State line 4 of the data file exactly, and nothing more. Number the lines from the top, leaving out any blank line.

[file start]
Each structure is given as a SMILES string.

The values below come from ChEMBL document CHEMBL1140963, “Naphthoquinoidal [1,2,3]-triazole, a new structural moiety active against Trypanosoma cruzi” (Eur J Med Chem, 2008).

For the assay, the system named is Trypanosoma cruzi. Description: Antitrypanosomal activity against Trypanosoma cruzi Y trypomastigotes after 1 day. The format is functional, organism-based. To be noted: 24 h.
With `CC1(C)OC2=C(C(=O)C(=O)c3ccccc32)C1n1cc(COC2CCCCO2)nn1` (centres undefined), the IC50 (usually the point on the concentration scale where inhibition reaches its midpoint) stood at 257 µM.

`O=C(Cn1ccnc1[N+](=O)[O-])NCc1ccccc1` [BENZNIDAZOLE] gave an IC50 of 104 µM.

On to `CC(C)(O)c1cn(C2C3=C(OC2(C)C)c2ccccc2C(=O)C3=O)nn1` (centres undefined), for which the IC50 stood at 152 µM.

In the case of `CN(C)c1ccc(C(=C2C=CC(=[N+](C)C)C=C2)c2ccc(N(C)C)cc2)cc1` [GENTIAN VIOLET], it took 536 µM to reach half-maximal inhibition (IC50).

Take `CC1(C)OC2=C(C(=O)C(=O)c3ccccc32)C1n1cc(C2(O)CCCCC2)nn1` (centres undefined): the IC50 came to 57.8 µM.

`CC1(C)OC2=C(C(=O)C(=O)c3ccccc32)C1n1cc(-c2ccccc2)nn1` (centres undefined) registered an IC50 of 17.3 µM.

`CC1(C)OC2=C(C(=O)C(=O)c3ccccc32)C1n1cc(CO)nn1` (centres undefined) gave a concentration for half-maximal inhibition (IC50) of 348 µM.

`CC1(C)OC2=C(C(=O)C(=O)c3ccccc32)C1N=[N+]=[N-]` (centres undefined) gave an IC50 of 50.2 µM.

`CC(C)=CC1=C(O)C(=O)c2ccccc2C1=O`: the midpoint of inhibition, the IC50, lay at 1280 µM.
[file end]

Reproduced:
With `CC1(C)OC2=C(C(=O)C(=O)c3ccccc32)C1n1cc(COC2CCCCO2)nn1` (centres undefined), the IC50 (usually the point on the concentration scale where inhibition reaches its midpoint) stood at 257 µM.